G4S was, until early August of this Olympic year, hardly a household name company. Atos had been the target of disability rights campaigners but beyond the activists not many would know what they get up to. Dow Chemical would hardly register at all.
All three of course were either official sponsors or approved suppliers of London 2012. Yet the high profile they paid so much for proved to be almost entirely negative. In my book I made a plea for an uncommercial Games, the Olympic five rings to be protected as a symbol of sport, not a logo for the corporations. As an Olympics romantic I resented the Games’ historic symbolism being used to flog fast food, fizzy drinks and dodgy internet connections.
Yet I needn’t have been so bothered, instead of militant opposition the companies managed to foul up their own PR so spectacularly that the commercialisation of London 2012 ended up being anything but the smooth and irresistible process I had feared. G4S will now forever be associated with their failure to provide the security staff and having to be bailed out by the armed services. Atos’s unpopularity amongst the disabled community is now far better known than their supply of IT systems for London 2012. And the Bhopal chemical disaster, which many had probably forgotten about, was back in the news and associated with Dow Chemical.
But it gets worse. Which marketing genius came up with the deal for Visa? Discovering that Visa is the only card with which you are able to buy tickets or food at the ground does nothing to make you feel warm about the company if you have their card, and inspires unreserved hatred for Visa if you don’t own one.
The sponsors were also a focus for unremitting scrutiny if they’d snapped up free tickets as part of any deal, especially if they were guilty of causing empty seats because they didn’t take up their allocations. And hardly a day went by when the unhealthy products that most of the sponsors are responsible for were in one media spotlight or another with questions being asked why they were allowed to be associated with sport.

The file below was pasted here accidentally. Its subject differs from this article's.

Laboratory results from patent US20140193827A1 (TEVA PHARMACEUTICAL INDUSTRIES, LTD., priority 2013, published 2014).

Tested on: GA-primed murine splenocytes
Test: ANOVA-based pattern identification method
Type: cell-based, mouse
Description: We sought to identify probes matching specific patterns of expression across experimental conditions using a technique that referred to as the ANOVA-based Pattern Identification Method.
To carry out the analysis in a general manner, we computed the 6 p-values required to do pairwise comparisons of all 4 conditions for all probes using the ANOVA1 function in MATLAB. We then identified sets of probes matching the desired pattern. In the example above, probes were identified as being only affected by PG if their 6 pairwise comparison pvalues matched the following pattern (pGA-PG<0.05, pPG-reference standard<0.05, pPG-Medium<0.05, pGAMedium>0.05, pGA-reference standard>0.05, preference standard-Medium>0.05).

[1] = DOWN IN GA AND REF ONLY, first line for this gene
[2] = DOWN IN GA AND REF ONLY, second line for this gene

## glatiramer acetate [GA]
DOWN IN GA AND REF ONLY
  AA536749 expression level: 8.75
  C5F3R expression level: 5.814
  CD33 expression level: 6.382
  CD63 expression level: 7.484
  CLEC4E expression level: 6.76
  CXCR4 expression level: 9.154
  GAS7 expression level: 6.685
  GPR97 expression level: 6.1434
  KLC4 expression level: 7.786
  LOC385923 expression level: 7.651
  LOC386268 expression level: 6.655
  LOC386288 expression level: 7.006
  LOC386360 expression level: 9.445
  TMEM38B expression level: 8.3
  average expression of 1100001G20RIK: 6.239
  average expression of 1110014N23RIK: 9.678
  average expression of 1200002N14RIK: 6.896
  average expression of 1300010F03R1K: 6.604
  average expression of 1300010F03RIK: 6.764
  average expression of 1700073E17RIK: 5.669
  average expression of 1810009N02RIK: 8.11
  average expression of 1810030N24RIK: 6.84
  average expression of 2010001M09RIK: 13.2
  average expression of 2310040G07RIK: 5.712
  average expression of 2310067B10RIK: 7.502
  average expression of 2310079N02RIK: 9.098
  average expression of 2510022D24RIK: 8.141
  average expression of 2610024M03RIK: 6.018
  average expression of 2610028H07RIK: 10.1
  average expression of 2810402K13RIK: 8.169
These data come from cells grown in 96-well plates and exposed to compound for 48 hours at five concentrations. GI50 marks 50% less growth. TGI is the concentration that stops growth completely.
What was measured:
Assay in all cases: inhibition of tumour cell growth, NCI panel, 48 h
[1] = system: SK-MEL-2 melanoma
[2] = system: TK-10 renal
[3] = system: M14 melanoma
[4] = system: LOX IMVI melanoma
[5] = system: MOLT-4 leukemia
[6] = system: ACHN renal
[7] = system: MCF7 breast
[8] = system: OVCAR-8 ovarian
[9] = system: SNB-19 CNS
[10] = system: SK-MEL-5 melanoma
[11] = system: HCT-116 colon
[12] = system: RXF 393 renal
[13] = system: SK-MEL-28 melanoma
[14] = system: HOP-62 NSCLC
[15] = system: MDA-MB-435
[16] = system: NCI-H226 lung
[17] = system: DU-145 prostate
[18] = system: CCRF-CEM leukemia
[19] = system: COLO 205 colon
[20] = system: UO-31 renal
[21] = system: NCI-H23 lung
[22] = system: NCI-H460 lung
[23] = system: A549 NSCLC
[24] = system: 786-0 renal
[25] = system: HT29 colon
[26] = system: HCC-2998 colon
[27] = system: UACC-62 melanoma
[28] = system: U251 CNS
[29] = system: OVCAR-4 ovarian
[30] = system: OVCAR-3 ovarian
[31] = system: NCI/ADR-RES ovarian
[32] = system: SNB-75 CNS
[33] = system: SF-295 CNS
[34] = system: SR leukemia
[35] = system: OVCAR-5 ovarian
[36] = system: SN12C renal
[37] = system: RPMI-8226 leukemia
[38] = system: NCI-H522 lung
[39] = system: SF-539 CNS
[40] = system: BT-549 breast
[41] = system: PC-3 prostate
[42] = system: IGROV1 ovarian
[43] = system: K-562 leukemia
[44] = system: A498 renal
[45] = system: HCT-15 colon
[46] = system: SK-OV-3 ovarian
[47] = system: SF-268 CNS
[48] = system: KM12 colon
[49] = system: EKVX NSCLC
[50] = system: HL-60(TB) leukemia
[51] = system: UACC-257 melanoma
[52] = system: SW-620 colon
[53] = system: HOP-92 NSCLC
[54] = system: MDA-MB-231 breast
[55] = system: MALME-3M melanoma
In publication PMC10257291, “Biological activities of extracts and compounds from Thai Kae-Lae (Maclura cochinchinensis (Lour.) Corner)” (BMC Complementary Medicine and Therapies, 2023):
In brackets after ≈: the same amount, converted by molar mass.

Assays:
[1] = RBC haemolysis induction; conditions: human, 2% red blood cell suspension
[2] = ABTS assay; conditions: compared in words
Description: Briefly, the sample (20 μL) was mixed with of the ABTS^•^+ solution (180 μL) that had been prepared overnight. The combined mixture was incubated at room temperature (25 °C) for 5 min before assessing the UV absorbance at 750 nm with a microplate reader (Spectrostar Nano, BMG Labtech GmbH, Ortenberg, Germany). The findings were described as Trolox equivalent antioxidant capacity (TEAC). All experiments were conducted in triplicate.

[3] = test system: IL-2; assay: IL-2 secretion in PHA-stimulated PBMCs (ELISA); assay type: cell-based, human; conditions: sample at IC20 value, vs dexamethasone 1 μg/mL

London 2012 was subject to the strict guidelines for branding in all Olympic venues. These are pleasingly advert-free, an example of tough legislation to prevent the commodification of sport. It meant that outside the arenas, and in the build up, the advertising frenzy went completely overboard. But once the real action began, the standout gold medal-winning performances we’ll all remember, there was not an advert or sponsor in sight. This for me is how it should be: the sponsors aren’t backing the Olympics out of any charitable intent, they are using it to make money, to sell more products. They need the Olympics every bit as much as London 2012 needed their money. And there’s plenty of competition to be a sponsor too, nothing reaches a global audience in the same way as the Olympics. So it was right to regulate their involvement and their profile to ensure they didn’t overwhelm the Games.
But (whisper it quietly) with no profile in the arenas, the bad press is likely to outweigh the good. What’s more, the unpredictability of who wins the gold medals means they are likely to be associated with a non-Olympic sponsor. Mo Farah is a Nike man, so his gold medal was of next to no use to official London 2012 sponsor, Adidas.
I could almost feel sorry for all the money the sponsors have wasted, but I won’t. They still get all the credit for backing London 2012 rather than the Games’ biggest single sponsor: you and me, the British taxpayer.
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